A company is only as good as the employees working for it. Finding suitable employees is hard. But is keeping them even harder?

Plenty of employee retention statistics suggest that companies should be focusing more on keeping their top talent.

Long-term retention strategies to improve employee retention are important in order to boost employee morale. But let’s talk numbers:

Employee Retention Statistics (Editor's Pick):

  • 75% of employees do not stay at their jobs for more than five years.
  • Almost 3.5 million US workers quit their jobs in April 2019.
  • 3 million people in the US quit their jobs each month.
  • Highly engaged employees are 87% less likely to leave their job.
  • More than half of all organizations globally have trouble retaining high-value employees.
  • Bad culture breeds high turnover and low employee retention.
  • 45% of employees that are referred to a company last at least two years.

Before we dive deeper into employee retention statistics, let’s break down some of the basics of the concept. 

What is employee retention?

Employee retention is, simply put, the ability of an organization to retain its employees.

Employee retention is more than just numbers. Many experts consider it as the efforts employers make to retain their employees through employee retention strategies.

Why is employee retention important?

The importance of employee retention is often underestimated. It is perhaps one of the most important things that contribute to the growth and success of any and every company. All good businesses succeed through consistency, maintaining a consistent roster of dedicated employees is paramount to that.

Calculating Employee Retention Rates

You can measure your employee turnover rate by dividing the number of employees that stayed with the company during a given period of time by the total number of employees in the company at that time. Then multiply that number by 100.

What do the numbers tell us?

1. 75% of employees in the US don’t stay at their jobs for more than five years.

The latest employee retention statistics revealed that 75% of the employees said they did not stay at a company for more than five years.

The biggest driver of this trend is the booming economy. The United States has more job openings than people to fill them, this is exactly the reason why U.S. businesses lose $1 trillion every year - high employee turnover statistics.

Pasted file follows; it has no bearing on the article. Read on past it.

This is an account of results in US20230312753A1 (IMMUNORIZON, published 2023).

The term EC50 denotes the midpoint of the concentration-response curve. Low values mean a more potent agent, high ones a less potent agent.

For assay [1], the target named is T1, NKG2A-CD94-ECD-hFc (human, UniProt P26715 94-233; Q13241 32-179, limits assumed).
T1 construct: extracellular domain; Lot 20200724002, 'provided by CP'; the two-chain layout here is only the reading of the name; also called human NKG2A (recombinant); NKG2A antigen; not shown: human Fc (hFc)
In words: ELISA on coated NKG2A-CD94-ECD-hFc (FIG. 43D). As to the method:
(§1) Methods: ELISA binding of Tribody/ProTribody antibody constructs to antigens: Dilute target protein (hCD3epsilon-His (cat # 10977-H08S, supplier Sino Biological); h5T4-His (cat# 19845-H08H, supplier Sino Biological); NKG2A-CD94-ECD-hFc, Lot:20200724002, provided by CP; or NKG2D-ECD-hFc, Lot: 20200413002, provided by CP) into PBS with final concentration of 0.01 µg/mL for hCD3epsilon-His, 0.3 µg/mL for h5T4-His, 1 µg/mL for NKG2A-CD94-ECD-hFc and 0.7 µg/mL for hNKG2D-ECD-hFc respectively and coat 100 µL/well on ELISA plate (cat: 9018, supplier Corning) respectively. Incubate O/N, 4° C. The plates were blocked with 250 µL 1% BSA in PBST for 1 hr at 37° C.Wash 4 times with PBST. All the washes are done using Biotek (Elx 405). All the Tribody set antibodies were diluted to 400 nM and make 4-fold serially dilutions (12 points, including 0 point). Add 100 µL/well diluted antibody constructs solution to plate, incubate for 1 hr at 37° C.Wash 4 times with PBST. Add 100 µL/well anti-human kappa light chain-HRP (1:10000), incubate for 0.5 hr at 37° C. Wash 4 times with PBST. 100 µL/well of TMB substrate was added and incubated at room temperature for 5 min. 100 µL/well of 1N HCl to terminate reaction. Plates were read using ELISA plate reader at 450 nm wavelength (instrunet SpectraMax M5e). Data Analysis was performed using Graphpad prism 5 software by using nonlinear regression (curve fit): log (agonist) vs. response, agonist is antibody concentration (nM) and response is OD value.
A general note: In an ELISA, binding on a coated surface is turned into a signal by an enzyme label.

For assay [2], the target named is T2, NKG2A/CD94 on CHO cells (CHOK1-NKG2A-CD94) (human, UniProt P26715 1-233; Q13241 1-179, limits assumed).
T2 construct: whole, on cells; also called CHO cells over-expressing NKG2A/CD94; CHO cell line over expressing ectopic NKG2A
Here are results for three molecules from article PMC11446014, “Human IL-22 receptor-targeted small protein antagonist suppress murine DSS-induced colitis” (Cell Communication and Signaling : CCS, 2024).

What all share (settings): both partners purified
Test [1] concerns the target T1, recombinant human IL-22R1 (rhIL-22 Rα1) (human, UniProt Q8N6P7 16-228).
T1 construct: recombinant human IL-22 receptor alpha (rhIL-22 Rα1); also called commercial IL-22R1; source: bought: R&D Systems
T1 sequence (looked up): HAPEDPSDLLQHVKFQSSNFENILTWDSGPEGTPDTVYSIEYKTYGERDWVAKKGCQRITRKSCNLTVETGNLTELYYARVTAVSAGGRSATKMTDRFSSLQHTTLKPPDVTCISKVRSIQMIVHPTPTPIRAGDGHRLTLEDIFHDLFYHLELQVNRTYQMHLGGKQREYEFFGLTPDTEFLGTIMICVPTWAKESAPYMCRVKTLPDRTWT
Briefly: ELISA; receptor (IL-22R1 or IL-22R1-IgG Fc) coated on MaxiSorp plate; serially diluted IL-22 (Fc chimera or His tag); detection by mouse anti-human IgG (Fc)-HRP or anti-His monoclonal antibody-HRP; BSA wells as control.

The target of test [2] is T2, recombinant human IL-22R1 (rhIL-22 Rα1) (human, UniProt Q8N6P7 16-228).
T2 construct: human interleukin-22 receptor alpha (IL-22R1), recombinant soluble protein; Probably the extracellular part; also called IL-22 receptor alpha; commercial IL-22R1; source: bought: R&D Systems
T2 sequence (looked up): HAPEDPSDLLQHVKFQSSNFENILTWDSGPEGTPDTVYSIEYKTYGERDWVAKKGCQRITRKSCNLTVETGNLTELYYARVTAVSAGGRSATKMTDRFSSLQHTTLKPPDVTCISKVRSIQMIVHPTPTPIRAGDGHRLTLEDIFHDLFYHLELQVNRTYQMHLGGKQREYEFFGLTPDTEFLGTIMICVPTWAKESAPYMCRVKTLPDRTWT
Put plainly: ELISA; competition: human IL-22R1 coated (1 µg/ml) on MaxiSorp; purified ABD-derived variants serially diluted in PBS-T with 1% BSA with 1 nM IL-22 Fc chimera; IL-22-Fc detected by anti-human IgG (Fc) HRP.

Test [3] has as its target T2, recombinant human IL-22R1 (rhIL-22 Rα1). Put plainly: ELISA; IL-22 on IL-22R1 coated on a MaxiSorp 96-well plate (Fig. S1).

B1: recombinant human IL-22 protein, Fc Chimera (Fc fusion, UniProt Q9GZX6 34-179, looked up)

A separate survey by the Bureau of Labor Statistics revealed:

  • American workers who quit their jobs in 2018 topped 40 million (26.9% of the workforce)
  • Close to two thirds (65.9%) of those surveyed said they had been with their current employer five years.
  • But less than a quarter (24.5%) said they planned to remain in their place of employment for six or more years.

2. Almost 3.5 million American workers quit their jobs in April 2019.

Further data from the Bureau of Labor Statistics revealed that the number of people quitting their jobs has been increasing year-to-year. In April 2018, 3.3 million Americans quit their jobs. The next year that number went up to 3.48 million. For businesses across the US, this trend should be a wakeup call. It’s important for companies to understand the concept of employee retention in order to improve retention and engagement.

3. In 2018, over 3.5 million Americans quit their jobs every month.

More data from the Bureau of Labor Statistics revealed that three and a half million employees quit their jobs every month. There are plenty of job satisfaction statistics that show the magnitude of the issue. People leave their jobs for different reasons. The quicker organizations begin to grasp those reasons and find ways to improve employee retention the better they’ll be able to curb the loss of talent.

4. Employees that are highly engaged are 87% less likely to quit their job.

Engaged employees are those fully invested in their work and their responsibilities and are satisfied with their work experience.

Engaging employees is one of the most essential employee retention strategies. Productivity is directly linked to employee engagement statistics.

Some effective employee retention strategies include: 

  • Providing more positive feedback.